Skin Cancer


Skin cancers (Basal Cell Carcinoma, Squamous Cell Carcinoma and Melanoma) are the most common of all cancers. Accounting about 80% of all cancers diagnosis. This can have an impressive impact on patients' lives. Common aesthetic area of concern for patients undergoing skin cancer excision is the face.

Facial reconstructive surgery aims to restore the normal and symmetric appearance of the details of the face. Skin cancer treatments are life-saving, but they may leave scars or disfigure patients. Restoring facial harmony demands the unique skills of a plastic surgeon. Bringing together reconstructive and aesthetic aspects of plastic surgical techniques can minimize the impact of skin cancer treatment.

Types of Skin Cancer

  • Malignant melanomas account for approximately 5% of skin cancer diagnosis. These can be serious and very aggressive.

  • Squamous cell cancers (15% of skin cancers) can metastasize and spread to distant sites and therefore must also be considered more seriously.

  • Basal cell cancers (80% of skin cancers), typically do not spread to distant sites and tend to be slow growing. Basal cell carcinomas will extend into adjacent tissues (by direct invasion) and therefore CAN be very destructive. If ignored, they can lead to the loss of important tissues, and could conceivably eventually lead to death.


Dr. Edgar Sosa trained at the prestigious Lahey Hospital and Medical Center, where his skills were perfected to address all types of skin cancer removal. Removal is best done with the complete excision of the lesion, including a small margin of the unaffected tissue, as this gives the greatest assurance that the lesion is removed in its entirety and will not recur.

In some cases (especially in recurrent cancers, cancers on the eyelid or nose edge margins, and in some other circumstances) a Dermatologist specially trained in the "Mohs" technique might be able to look at the tissue as it removed to determine the adequacy of removal. This provides not only the greatest possible assurance of complete removal but also that the least amount of normal tissue is disturbed.

In all cases of skin cancer, removed tissue MUST be sent for pathology.

Although treatment of one area may completely remove skin cancer, there is always a possibility that the inciting insult (i.e. sun exposure) to the skin would potentially affect other areas of the body. Recurrence is also a possibility with any treatment. Sun protection and early recognition of new lesions is essential. It is necessary for you to be followed closely by your Dermatologist and Primary Care Physician.


After Dr. Edgar Sosa can determine the type of skin cancer and the treatment involves excision, the resulting defect would then require soft tissue repair. This could range from simply closing the defect with sutures, to mobilizing and rearranging surrounding tissues (a flap), or even employing a skin graft. Some degree of permanent scar will follow, but the important issue is how noticeable the scar will be.

Malignant melanomas require definitive excision, possibly with excision of the associated sentinel nodes. Prior to surgical excision, a Radiologist can inject a radioactive marker into the area of the tumor, which can be followed with a scan to identify which lymph nodes are associated with that area of the body. In the operating room, with the aid of a sterile Geiger counter, these lymph nodes can then be identified, removed, and sent for pathology to see if there is any evidence of metastatic disease. If the nodes are positive or there are other indications that the melanoma could spread, then chemotherapy would need to be considered and an Oncologist would need to be consulted.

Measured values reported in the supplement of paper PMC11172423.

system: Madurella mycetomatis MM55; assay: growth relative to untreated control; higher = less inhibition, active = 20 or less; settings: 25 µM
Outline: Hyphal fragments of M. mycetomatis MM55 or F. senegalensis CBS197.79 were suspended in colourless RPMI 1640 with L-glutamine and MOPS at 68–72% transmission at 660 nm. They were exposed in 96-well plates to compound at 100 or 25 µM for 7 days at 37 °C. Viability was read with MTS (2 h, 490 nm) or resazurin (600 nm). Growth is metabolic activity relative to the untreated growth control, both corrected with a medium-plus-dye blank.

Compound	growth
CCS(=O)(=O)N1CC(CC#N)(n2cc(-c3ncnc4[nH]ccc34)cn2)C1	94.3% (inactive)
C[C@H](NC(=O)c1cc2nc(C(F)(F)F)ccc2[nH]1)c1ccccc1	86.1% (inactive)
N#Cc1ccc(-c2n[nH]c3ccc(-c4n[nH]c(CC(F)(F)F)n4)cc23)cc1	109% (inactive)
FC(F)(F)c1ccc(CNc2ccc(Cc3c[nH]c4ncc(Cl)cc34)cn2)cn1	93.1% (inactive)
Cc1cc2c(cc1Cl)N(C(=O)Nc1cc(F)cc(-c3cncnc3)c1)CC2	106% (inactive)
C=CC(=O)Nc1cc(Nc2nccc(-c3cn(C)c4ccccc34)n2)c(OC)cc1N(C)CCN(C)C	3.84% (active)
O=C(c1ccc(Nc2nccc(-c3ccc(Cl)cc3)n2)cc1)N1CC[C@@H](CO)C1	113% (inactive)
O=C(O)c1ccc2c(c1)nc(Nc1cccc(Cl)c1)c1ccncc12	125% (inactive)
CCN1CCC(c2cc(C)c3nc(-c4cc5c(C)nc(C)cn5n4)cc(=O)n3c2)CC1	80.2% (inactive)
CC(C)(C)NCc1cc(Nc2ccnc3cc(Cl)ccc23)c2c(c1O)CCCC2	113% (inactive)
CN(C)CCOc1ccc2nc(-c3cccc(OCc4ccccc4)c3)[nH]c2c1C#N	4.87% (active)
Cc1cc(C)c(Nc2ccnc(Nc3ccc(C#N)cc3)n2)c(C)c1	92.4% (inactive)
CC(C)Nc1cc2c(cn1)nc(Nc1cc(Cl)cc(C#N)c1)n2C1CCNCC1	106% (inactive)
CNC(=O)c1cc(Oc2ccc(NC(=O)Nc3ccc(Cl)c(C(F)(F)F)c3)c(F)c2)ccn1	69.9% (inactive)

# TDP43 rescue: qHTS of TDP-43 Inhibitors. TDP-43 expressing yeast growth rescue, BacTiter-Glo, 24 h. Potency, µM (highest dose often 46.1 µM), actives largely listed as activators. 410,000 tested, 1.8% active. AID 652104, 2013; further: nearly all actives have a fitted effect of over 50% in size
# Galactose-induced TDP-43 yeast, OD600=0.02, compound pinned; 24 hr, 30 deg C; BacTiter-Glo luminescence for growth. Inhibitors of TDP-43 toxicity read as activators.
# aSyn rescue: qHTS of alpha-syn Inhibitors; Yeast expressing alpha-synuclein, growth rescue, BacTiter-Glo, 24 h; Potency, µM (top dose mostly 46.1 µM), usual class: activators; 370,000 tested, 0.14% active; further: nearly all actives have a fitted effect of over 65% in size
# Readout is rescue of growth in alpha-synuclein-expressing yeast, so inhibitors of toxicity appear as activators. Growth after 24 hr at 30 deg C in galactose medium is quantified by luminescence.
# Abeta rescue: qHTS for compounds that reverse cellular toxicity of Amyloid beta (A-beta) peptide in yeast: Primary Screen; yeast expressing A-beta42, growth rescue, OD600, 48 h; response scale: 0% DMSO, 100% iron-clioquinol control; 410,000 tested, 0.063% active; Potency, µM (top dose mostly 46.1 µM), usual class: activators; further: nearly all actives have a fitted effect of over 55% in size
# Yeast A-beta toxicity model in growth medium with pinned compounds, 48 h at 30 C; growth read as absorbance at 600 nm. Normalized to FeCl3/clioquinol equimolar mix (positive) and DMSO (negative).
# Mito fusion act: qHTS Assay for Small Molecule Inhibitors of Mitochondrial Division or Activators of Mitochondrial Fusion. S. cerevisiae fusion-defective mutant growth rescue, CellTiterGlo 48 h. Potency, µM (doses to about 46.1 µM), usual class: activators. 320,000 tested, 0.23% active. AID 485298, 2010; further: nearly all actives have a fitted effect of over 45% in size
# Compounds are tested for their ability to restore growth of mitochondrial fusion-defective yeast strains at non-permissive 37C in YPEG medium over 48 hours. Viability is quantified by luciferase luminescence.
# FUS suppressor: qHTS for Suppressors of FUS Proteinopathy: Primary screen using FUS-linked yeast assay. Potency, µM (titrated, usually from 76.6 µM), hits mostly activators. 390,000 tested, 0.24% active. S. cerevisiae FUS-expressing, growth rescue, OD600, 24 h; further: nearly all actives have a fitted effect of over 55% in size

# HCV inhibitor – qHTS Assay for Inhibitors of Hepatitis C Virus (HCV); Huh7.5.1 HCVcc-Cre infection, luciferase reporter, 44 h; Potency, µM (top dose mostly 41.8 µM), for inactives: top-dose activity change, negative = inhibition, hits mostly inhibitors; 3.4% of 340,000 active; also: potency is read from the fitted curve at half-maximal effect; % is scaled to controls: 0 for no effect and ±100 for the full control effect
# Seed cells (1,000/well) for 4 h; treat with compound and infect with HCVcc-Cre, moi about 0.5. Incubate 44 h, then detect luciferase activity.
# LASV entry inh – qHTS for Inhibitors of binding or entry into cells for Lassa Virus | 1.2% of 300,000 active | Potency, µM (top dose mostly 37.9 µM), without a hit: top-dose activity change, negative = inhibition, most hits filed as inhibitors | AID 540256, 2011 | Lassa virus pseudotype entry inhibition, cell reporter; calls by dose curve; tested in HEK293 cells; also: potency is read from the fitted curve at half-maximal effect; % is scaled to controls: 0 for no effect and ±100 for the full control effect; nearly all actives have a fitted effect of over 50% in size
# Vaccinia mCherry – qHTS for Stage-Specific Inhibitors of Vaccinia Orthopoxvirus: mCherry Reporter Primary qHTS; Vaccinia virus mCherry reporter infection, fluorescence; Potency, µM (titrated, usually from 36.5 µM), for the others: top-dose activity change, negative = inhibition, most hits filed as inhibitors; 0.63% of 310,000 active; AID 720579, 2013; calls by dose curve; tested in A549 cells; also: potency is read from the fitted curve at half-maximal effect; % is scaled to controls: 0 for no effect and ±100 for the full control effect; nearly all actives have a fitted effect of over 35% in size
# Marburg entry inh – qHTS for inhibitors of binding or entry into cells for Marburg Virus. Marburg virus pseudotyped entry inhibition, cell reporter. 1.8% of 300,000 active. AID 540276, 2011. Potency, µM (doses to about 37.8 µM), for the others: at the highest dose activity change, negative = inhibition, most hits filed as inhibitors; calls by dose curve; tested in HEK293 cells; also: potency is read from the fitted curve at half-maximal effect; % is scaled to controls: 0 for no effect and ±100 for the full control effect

Dr. Edgar Sosa conducts thorough consultations with all his patients for skin cancer surgery to address the full scope of what is to be expected before, during and post surgery.

Often, excision can be done in the office under local anesthesia, but sometimes excision needs to be done in the operating room under anesthesia. This is especially true in cases of larger lesions and those lesions which require more complicated reconstructions. If the surgical procedures requires general anesthesia, it can be accomplished in the outpatient department of the hospital or in a certified surgery center. All of Orlando Plastic Surgery Associates surgery cases that are performed in a ambulatory surgical facility are fully accredited to meet strict standards of the AAAASF (American Association for Accreditation of Ambulatory Surgery Facilities).


After recovery from surgery, you will be discharged home with care instructions. You will be sent home with pain medication, care instructions, and eye ointment to prevent eyes from drying too much.

After thigh lift procedure, it is recommended that patients wear their compression garments 24/7 for 4 weeks (except when showering or washing the garment) and then for an additional 3 weeks (only during the day or when active).

Bruising is noted after any surgical procedures. For blepharoplasty, patients may notice bruising along the area surrounding the eye. At about the third day after surgery, expect the area to be a deep purple, which will travel with gravity outside of the surgical area and be noticeable for 3-6 weeks. Many patients are able to return to work after a couple weeks and return to full activities after four to six weeks.

Dr. Edgar Sosa will continue postoperative care in the weeks following your surgery to ensure proper healing and satisfactory results.

For optimal results, always select a board-certified plastic surgeon. Surgeons who are certified by the American Board of Plastic Surgery have undergone extensive training in the field of both cosmetic and reconstructive plastic surgery.

Confidence is the most beautiful thing you can possess.

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